Let Job take this to heart and he will not misread the lesson of affliction.



(c) ver. 9.  The Father of spirits.  Right-minded children give respect to their earthly fathers and accept the discipline exercised, though this may he sometimes misguided and work injury to the child in character and work.  Much more should a son of God revere and obey the Father of spirits.  The title is significant.  That new spiritual nature begotten in the believer in the Son of God is actually the life of God in him, by which he is as literally related to God as child to father as he is related to his human father by his bodily nature.  The child who does thus honour God finds that the Divine discipline continually advances his true heavenly life in preparation for his future.



(d) ver. 10.  Holiness.  Human training is very brief, “a few days” - (Note this instance of “day” meaning a period.  Compare “hour” in John 4: 23, 24 and “moment” in 2 Cor. 4: 17).  But God is training His children for eternity, and He takes care that the education shall suit the destiny.  For the central, vital necessity is holiness.  The believer is reckoned to be righteous in Christ; but he has thereupon to be made actually holy in himself.  The imputed righteousness grants him a real valid eternal standing before the law; upon that as basis there is now to be developed in him a godly character and walk.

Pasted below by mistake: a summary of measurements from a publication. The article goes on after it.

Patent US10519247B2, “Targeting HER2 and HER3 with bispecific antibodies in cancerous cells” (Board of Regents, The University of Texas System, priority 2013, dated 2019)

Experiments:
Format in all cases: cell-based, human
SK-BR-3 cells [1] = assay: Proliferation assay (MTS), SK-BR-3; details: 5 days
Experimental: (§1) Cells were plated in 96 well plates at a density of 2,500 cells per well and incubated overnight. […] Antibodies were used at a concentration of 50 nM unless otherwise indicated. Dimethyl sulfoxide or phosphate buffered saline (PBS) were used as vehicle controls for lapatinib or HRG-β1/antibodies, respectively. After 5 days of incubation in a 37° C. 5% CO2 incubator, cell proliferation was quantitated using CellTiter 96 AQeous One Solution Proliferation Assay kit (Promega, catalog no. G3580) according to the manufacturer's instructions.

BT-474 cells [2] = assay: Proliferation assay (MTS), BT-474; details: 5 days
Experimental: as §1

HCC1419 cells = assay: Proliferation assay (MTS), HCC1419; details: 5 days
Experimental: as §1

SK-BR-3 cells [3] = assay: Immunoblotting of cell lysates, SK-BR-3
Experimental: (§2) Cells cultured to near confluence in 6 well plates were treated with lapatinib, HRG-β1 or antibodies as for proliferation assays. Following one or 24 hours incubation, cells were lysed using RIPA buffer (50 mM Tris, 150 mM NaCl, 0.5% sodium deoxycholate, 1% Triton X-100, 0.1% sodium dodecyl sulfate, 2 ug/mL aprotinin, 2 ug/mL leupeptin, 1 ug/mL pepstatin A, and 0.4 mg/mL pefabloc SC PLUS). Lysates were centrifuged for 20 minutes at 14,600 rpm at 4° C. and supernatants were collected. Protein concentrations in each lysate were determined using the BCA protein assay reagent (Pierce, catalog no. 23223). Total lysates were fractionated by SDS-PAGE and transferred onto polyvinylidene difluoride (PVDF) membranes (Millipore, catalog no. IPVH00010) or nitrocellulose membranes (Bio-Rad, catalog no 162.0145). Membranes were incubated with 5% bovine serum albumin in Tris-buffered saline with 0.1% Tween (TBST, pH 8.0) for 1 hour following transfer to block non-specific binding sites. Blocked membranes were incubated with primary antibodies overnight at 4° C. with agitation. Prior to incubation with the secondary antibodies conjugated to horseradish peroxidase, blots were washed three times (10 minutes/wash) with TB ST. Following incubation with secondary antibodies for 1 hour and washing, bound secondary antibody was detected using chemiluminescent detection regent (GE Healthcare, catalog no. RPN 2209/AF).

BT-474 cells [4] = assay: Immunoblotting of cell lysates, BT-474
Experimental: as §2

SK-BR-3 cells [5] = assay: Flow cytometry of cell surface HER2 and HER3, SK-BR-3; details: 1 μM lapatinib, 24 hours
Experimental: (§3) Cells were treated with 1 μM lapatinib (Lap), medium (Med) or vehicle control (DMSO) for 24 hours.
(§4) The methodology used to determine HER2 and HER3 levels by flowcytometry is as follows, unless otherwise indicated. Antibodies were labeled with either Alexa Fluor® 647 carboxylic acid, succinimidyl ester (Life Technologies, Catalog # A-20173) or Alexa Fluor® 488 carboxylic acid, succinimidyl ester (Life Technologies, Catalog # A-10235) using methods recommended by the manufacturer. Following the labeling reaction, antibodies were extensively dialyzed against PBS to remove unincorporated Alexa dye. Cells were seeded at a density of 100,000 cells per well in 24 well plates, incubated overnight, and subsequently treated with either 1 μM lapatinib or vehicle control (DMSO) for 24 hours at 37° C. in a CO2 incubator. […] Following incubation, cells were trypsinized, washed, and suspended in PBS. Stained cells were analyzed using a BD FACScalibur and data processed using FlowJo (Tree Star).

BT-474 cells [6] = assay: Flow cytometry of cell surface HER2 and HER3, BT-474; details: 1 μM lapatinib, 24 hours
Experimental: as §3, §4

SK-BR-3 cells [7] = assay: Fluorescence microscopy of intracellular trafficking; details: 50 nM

For the former purpose the parental discipline of God has no place.  It is as an enemy that man is reconciled to God, his sovereign, by the death of God’s Son (Rom. 5: 10).  It is the ungodly to whom righteousness (dikaiosune) is reckoned (Rom. 4: 5).  It is the dead to whom life is granted as a free gift (Eph. 2: 1; Rom. 6: 23), and they become thereby children of God, being thus born of His Spirit (John 3).



This having been effected by grace, now the parental training begins.  The man being now God’s child has a new nature, but the old and sinful nature is still present, will assert itself, and, if allowed, will choke the good seed.  Against the tendency to yield to this, and so to continue ungodly in practice, the Divine discipline has its necessary place.  The Father chastens us “that we may be partakers of His holiness” (hagiotes, not dikaiosune).



(e) ver. 11.  Exercise.  A wise father does not use the stick first.  He begins by talking to his boy about his errors of conduct and defects of character.  If the boy heeds and obeys his development advances.  Thus is God’s word profitable (1) unto teaching His child that which he needs to know, (2) for reproof wherein he is wrong, (3) for putting him right through obeying, and then (4) for further instructing him in righteous conduct (2 Tim. 3: 16).



Thus he grows to be a man of God, complete in character and furnished completely unto every good work.